Indeed, the Indian government under Prime Minister Indira Gandhi considered Operation Blue Star a military success, since the operation succeeded in eliminating many Sikh militants, including its top two commanders, Jarnail Singh Bhindrawale and former Major General Shabeg Singh (1925 – 1984). Official death tolls released by the government stated that there were 83 casualties from the Indian Army and 492 civilian casualties, although independent sources put a higher estimate of approximately 1500 casualties in the incident.

 Major General Shabeg Singh (1925 - 1984) with Indira Gandhi before he left the Indian Army

Despite its huge success from the military point of view, Operation Blue Star and Indira Gandhi herself were subjected to harsh criticisms from various parties for several reasons. Firstly, as mentioned earlier, the wisdom behind attacking the Golden Temple, the most sacred site of the Sikh religion, was questioned and criticized even by some top officials of the Indian Army. Secondly, the timing of the assault was thought to be unwise, since it coincided with a Sikh holy observance, the day of martyrdom of the founder of the Golden Temple, Guru Arjan Dev (Punjabi: ਸ੍ਰੀ ਗੁਰੂ ਅਰਜੁਨ ਦੇਵ ਜੀ) (1563 – 1606). As such, many Sikhs from all over the world would be gathering in the temple on that day. With the operation carried out on such a day, many unarmed civilians, both male and female, young and old, were mercilessly deprived of their lives. Thirdly, the manner in which the operation was carried out by the army was heavily criticized, with allegations of serious violations of human rights. An Indian journalist once wrote:

“The whole of Punjab and especially the Golden Temple complex was turned into a murderous mouse trap from where people could neither escape nor could they seek succor of any kind. The way the dead bodies were disposed off adds to the suspicions regarding the number and nature of the casualties. The bodies of the victims of the military operation in Punjab were unceremoniously destroyed without any attempt to identify them and hand them over to their relatives. The government, after the operation, on the other hand, did everything in its power to cover up the excesses of the army action. The most disturbing thing about the entire operation was that a whole mass of men, women and children were ordered to be killed merely on the suspicion that some terrorists were operating from the Golden Temple and other gurdwaras.”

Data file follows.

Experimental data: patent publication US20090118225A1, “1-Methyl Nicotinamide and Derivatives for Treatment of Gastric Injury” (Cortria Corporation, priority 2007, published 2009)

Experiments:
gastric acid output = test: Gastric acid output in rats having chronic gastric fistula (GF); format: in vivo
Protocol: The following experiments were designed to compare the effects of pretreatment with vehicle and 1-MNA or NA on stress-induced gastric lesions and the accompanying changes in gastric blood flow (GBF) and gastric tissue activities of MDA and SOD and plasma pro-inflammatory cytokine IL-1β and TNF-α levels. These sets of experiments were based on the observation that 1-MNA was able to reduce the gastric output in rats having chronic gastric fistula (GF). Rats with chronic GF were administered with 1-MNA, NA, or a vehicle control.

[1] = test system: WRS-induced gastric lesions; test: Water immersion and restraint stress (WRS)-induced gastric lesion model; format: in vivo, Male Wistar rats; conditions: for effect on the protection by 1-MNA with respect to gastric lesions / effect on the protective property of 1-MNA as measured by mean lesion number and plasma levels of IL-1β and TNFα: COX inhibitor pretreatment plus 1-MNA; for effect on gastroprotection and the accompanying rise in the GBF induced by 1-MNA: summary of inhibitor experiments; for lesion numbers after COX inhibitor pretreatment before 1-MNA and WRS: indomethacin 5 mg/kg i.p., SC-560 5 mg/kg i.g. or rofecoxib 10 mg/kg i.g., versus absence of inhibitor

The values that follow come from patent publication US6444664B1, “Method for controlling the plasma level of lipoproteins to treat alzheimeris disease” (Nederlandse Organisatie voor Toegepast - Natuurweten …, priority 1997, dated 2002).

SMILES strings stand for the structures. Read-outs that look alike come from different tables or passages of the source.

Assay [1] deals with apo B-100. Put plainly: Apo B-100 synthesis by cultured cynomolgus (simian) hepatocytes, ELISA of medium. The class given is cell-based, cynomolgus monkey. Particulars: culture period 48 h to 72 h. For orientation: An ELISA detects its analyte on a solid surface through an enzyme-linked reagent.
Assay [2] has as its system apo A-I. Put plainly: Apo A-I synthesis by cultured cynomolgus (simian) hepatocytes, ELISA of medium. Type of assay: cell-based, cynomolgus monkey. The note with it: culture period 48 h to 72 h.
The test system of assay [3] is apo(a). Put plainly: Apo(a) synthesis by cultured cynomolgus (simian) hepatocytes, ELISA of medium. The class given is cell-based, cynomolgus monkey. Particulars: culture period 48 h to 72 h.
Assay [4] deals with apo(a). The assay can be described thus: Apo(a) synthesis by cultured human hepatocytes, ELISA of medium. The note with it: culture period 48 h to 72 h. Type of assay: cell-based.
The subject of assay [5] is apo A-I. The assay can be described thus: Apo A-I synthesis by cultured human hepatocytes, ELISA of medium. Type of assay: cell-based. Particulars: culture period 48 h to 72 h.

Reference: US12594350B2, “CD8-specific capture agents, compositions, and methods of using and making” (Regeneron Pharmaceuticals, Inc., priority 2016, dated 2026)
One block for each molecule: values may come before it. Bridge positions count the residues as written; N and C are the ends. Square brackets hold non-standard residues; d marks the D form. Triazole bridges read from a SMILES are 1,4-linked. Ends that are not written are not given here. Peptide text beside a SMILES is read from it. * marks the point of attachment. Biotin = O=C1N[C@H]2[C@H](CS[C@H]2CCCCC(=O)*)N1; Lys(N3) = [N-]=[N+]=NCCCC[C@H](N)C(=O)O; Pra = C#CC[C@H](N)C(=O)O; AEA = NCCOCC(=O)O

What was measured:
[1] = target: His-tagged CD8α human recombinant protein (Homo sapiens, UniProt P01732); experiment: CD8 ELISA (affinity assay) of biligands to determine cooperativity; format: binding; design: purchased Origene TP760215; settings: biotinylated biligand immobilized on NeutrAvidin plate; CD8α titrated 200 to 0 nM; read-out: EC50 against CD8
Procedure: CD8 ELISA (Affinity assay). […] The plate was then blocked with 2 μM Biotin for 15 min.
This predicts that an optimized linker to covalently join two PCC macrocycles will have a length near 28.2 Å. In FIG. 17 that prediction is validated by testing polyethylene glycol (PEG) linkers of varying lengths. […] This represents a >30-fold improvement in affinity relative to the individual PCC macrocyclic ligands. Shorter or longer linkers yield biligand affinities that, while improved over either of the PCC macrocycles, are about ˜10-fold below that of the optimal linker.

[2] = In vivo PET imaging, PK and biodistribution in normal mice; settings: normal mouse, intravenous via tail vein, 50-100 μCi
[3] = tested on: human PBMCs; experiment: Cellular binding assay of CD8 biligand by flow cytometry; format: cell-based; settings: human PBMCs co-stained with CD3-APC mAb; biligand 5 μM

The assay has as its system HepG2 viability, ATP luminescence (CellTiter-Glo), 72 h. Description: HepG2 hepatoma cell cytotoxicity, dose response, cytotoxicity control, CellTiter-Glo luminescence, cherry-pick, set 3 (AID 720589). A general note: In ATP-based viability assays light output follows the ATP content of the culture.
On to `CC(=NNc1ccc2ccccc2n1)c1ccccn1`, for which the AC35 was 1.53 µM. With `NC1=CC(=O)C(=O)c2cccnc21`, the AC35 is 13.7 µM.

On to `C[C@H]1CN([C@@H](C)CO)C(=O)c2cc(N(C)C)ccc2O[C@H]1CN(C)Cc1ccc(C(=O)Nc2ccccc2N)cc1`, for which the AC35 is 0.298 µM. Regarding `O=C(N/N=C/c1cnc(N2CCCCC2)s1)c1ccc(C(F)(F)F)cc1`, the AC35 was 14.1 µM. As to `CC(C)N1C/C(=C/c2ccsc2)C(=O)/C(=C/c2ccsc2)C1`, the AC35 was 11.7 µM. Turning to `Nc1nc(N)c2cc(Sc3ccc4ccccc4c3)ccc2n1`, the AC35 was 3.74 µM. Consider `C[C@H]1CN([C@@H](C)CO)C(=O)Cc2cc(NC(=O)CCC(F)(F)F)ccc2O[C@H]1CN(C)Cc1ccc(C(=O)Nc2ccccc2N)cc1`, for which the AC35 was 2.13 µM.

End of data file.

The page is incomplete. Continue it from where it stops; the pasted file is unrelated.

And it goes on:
(Source: Wikipedia)

No doubt, the death of many innocent, unarmed and helpless Sikhs, coupled with the fact that the holy Akal Takht building was badly damaged during the operation, brought about a surge of utter rage across many Sikh communities throughout India. Many Sikhs perceived this incident as a heartless massacre conducted against their people and a downright assault on their faith. In the days that followed after Operation Blue Star, the Indian government saw a huge series of resignations handed in by numerous Sikh officials, whereas the Indian Army experienced episodes of mutiny from Sikh soldiers.

 Soldiers of the Indian Army inspecting the aftermath of Operation Blue Star, with Major General Kuldip Singh Brar (beside the man with the turban)

Coincidentally, during the time when Operation Blue Star was carried out, Zail Singh (Punjabi: ਜ਼ੈਲ ਸਿੰਘ) (1916 – 1994), a Sikh by religion, was the President of the Republic of India. In the aftermath of Operation Blue Star, President Zail Singh was severely criticized for being silent on the matter and not taking any proactive action to stop the operation from being executed. Indeed, Gandhi had kept Zail Singh in the dark about her plans in handling the Sikh militants, and he only got to know about it after the operation was carried out. Nonetheless, his role as President of India was also largely ceremonial, with real powers vested in the hands of the Prime Minister. Regardless, there were numerous calls for him to step down, but he decided to retain his position after being advised by prominent Sikh leader Harbhajan Singh Khalsa Yogiji @ Yogi Bhajan (1929 – 2004) that the President’s resignation would only be to the detriment of Sikhs across the country.

Akal Takht badly damaged after Operation Blue Star

In the aftermath of the operation, many newspapers also cynically dubbed Operation Blue Star “the greatest victory of Mrs Gandhi,” calling it “a victory even greater than India’s victory in the Indo-Pakistani War of 1971.” Doubtless to say, regardless of how great this victory really was in the eyes of Indira Gandhi, this incident was definitely the prelude to her downfall five months later, as Sikh anger gradually stirred up against her until it could no longer be contained.

So, what exactly happened five months later? Do proceed to the next part of this article if you’d like to read more.